That got a reaction from Hardy — and that’s where you know he’s an amazing talent with a great sense for the business. So, the shirt came off again and he looked to the crowd and got a feel for where it should go.
And where did he throw it?
He looked right at me and threw it. Boom. There’s no doubt he knew what was going to happen.
Right back in the ring.
My thought process was simple — get it near Callihan and see what happens. So it landed closer to Sami and he went to it, looked at Hardy, looked at the shirt, stepped on it and ripped it before throwing it at Hardy.
The overall event was solid and I’ll walk away there with more magic moments, much like what 2CW always does.
The final card was essentially two, as it was called 2 Sets. One ran for about 2 1/2 hours, the other around three and change.
That’s a lot of wrestling.
And despite it being hot in the Pastime Athletic Club, and being crammed in, it was electric. There were only a few matches that didn’t seem to have super chemistry. But overall, it was simply amazing.
The throwbacks were awesome, especially to those of us who may have followed 2CW for a long time, but still didn’t know some of those who competed in the early days.
I’ve seen a lot of 2CW events that were great — but this is probably the best one I’ve ever seen.
The talent was amazing. The swerves were great. The surprises were “OMG” worthy. The fact that Josh pulled out all the stops with this card was something I’ll never forget.
I wouldn’t even want to think about my favorite match as I don’t think I could pick one.
The chants throughout the night were fantastic. People definitely lost their voices. AR Fox did a flip off a basketball rim into the crowd. There was some blood in the main event. Spike Dudley — a longtime supporter of 2CW as he was a mainstay in the early days, returned to be in the main event.
And then it was over.
People hugged one another and shook hands. There were some who had tears. Some took photos. Some chatted with others, or wrestlers who came out. Some even left when things ended. Others went downstairs into the bar and shared cocktails with wrestlers who stuck around.
The night ended in such an amazing way. All the wrestlers and others in the ring as Josh spoke to the crowd, thanking who he could, as the crowd broke off into “Thank you Josh” and “2CW” chants.
I guarantee I’ll never experience something like 2CW again. I’m sure there will be great independent wrestling cards I attend. There will be amazing talent. Hell, I’m sure I’ll see a lot of these guys wrestle elsewhere.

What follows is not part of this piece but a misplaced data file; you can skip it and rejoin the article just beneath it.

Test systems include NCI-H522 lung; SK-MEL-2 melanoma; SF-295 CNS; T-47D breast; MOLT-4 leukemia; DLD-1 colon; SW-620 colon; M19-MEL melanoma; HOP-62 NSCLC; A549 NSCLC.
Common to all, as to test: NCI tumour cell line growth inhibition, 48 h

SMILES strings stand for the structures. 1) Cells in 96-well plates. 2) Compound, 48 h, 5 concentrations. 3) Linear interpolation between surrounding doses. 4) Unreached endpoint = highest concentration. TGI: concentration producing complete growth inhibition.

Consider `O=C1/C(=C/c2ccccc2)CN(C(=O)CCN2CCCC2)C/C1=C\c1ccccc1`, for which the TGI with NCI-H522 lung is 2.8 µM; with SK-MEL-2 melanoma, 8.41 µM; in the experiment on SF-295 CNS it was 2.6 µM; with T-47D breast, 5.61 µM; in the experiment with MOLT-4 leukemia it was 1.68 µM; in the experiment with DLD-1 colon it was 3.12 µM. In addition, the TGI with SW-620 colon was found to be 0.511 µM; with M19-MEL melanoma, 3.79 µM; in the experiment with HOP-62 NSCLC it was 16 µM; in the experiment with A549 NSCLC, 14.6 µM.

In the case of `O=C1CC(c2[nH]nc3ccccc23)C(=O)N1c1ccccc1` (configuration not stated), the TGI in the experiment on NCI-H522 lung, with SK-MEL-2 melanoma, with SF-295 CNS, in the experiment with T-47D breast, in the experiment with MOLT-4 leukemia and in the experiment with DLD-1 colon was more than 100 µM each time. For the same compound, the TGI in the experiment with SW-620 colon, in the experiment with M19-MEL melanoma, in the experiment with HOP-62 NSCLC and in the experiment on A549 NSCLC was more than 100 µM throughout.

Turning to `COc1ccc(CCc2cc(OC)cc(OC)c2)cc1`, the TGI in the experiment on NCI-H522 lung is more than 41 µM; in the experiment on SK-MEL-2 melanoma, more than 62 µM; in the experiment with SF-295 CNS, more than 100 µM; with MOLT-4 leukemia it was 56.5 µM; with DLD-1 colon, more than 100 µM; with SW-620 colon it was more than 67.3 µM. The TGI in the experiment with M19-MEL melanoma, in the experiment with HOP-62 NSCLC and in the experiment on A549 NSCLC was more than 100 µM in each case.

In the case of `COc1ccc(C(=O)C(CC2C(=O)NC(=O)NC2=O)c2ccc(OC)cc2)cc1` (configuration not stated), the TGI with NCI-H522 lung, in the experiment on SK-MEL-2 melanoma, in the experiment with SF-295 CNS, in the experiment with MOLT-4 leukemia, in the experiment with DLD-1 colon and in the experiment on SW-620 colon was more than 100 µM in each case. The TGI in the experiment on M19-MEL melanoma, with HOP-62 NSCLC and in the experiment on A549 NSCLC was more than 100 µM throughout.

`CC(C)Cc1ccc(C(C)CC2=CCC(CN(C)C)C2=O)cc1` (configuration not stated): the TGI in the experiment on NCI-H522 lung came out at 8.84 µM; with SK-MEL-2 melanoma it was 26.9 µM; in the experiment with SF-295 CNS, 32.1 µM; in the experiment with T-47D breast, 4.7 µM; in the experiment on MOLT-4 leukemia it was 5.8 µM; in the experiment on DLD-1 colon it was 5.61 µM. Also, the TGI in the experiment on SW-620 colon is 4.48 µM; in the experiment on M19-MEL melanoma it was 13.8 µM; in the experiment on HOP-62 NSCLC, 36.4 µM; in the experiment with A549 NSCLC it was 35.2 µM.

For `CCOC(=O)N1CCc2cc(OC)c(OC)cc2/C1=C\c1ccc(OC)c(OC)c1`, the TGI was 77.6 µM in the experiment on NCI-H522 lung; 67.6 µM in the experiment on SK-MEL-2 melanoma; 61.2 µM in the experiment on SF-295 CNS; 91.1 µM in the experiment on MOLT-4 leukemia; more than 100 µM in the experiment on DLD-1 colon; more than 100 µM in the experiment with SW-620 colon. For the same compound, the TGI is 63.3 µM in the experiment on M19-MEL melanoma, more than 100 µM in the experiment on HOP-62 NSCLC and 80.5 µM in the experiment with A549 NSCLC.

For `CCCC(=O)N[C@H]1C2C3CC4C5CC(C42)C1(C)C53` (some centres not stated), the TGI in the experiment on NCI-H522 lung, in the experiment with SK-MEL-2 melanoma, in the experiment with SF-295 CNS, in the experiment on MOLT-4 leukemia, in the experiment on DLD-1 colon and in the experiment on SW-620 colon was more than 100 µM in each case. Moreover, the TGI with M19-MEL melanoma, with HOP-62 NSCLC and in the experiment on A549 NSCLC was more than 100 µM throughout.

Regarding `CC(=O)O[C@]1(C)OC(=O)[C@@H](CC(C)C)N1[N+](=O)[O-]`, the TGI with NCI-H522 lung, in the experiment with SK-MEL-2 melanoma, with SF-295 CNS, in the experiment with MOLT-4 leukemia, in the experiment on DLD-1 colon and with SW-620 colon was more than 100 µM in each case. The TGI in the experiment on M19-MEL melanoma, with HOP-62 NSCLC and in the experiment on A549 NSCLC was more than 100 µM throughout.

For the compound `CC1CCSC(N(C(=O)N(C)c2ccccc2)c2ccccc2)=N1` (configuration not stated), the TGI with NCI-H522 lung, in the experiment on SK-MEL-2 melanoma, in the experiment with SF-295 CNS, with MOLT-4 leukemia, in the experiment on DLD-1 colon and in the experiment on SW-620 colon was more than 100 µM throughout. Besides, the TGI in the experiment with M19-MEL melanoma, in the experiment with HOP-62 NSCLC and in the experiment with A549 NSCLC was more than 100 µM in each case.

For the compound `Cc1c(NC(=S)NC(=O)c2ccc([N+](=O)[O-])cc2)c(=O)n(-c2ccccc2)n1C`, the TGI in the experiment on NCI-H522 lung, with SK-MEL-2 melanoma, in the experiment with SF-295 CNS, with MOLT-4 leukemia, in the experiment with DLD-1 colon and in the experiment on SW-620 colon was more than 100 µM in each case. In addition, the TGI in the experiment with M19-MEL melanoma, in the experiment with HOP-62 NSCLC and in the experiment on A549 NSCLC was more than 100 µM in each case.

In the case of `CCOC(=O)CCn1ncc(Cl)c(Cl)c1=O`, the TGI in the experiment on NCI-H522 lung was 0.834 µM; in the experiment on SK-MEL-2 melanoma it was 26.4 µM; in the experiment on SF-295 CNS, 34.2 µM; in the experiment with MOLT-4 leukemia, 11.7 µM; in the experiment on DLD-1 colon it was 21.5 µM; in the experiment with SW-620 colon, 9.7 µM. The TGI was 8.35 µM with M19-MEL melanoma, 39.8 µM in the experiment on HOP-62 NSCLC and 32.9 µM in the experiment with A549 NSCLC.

But there will never be another 2CW. That’s fact.
For those who experienced 2CW, you know what it was all about. You can relate to what you saw and what unfolded. To those who only look at it as some other independent wrestling show, it’s a shame you didn’t get a chance to truly feel what it was all about. There’s a reason why wrestlers came back again and again.
While a professional wrestling show should mainly be about the in-ring aspect, there are so many other things that make the show great. You need a mix on a card. It can’t just be match after match full of spots. That doesn’t give people the chance to breathe.
And, honestly, it’s not believable.
I’m still old school in that regard. I cheer for good guys. And though I know what wrestling is all about, when I am there, I want to believe.
2CW made me do that.
The best way to show that? Watertown. Sami Callihan, back on the independent scene, makes a surprise appearance and beats the champion — one who had chased the belt for a year. As a fan of the wrestler (Sean Carr) and a friend, it took me way off guard. I was mad. At that moment — all was real.
The owner later told me he watched my reaction as it happened. And why? Because he knew there would be a reaction with that result.
This company easily drew you into their storylines or rivalries. It made you want to cheer or want to boo the people in the ring.
2CW, simply put was special.
For those who did experience it, these memories — the magic — will last with you forever. The legacy of what was 2CW will go on for many years to come. And in the end, that’s what it’s all about. A rabid fan base who were passionate about this company and who chanted up until the end … the way it should be.
Feel free to leave a comment, or e-mail P.J. at email@example.com. Also, please “Like” HooHaa Blog on Facebook!